I’m happy to debate and be convinced otherwise. If there is one thing I learned that works as a principle it is not holding on to your beliefs too much.
    I can’t argue about pressure yet - i only have minimal practical application of it and still messing around with stance and putter but what I have seen in play so far was in a different league to my regular putting performance. i am typically 6 strokes lost to scratch in putting (it should be worse but iron play and chipping is good so I have not much left to make errors) when I putt conventionally so arguably it’s quite easy to improve on - but the quality of roll I am observing almost all the time (that’s before f22 even) is the kind of stuff I would only occasionally marvel at even with a my local competing and regularly winning pro. The margins for error are quite good too - my state of mind is nowhere near as critical though it helps.

    To each is own for sure.

    I guess for me the difference is that the way you described everything above is how I used to approach my standard approach to putting. When I went side saddle, my thoughts when putting went from the above, to "pick line, line up ball, settle in, fixed left hand, strike putt". For me, the simplicity of side saddle was the biggest advantage.

    G410 10.5* - F8+ 15* - F6 18* - G410 23* - i500 5-U - Hi Toe 54* & 60* - BG F22
  • deman77deman77 Members Posts: 189 ✭✭✭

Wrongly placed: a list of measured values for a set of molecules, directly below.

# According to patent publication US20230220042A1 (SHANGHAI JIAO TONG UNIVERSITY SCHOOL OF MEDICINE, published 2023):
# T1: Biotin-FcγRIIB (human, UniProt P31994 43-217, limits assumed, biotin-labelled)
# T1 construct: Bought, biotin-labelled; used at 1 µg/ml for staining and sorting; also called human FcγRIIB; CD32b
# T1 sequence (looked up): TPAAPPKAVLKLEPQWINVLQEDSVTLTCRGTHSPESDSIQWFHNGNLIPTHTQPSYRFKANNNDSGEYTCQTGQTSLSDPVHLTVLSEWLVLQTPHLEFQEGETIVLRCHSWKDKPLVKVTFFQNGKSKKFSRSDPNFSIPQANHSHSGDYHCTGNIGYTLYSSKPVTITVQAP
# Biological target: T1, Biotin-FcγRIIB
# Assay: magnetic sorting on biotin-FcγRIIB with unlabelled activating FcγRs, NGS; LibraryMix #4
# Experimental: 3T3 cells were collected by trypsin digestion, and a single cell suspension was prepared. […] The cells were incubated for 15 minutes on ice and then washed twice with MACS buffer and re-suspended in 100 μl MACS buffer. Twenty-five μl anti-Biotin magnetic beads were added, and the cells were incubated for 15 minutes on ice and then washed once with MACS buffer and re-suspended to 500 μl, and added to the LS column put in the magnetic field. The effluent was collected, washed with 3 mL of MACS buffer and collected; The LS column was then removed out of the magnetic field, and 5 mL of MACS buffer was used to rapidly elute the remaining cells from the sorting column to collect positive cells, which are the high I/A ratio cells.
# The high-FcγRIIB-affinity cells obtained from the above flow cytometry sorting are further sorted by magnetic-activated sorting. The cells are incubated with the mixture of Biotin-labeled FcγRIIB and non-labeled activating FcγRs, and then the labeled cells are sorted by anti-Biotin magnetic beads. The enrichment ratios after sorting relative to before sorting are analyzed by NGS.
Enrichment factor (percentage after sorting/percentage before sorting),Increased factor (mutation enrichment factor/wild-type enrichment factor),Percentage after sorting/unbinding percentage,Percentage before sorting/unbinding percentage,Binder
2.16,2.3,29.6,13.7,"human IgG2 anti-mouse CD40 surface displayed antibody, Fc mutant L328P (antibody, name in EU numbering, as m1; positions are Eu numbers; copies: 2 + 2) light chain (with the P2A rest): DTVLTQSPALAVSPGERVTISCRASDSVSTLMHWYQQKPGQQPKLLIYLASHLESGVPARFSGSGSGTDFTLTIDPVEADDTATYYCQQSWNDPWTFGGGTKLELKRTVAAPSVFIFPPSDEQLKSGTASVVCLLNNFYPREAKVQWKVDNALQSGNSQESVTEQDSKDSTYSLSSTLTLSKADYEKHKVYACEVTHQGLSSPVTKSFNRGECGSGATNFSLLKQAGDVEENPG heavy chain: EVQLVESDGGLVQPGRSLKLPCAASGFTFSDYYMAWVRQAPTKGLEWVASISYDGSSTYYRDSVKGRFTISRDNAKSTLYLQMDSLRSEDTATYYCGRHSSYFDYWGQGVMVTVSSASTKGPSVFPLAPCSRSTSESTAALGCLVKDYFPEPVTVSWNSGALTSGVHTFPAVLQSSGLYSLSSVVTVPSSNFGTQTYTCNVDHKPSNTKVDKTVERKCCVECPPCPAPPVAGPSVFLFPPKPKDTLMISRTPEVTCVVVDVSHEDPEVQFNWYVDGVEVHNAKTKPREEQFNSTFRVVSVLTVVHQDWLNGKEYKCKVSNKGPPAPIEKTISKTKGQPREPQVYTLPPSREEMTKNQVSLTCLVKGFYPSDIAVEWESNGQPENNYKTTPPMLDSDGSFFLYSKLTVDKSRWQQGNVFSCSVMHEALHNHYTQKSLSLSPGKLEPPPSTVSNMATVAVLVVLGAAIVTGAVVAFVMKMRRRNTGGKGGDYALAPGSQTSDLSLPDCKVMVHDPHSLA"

Had a practice 9 yesterday holding it really low and decided it was the way to go - approved the chop. Incidentally, last putt with the original was a 25 footer for par with 2ft break that would have been inches past had it not dropped.
    Having no shaft excess on top to counterbalance it made me realise what was causing pulls and mental discomfort. The heavy head really wants to move faster than the handle - it became really obvious when I cut it. Putting counterweights definitely improved it but only marginally - not even to the same level as gripping down on original was - the cut away bit is about 60g but with extra leverage as it was above the hands so it was probably an equivalent of 150-200g counterweight in the left hand area - I don’t think it was enough. So I thought I needed extra heavy counterweight to really push the balance towards the hands. Conventional shaft counterweights max out at 100g and they go into the shaft so as they get longer they proportionally not as effective gram for gram.
    I went creative.
    £2.02+3.00 delivery for sash window lead weight cylinder. 452g - yes a pound of weight. The head is 500g so to move the balance up from 6in from the head where it is you need decent weight.

    £1.80 for m8 shield anchor bolt to fit 14mm concrete drill hole. The cut shaft is 14.01mm internal and the anchor design is so that it has a few mm wiggle room - you can tighten as needed. 56g - weight of anchor too. This thing is rated 90kg load so no concern heavy weight would get unstable.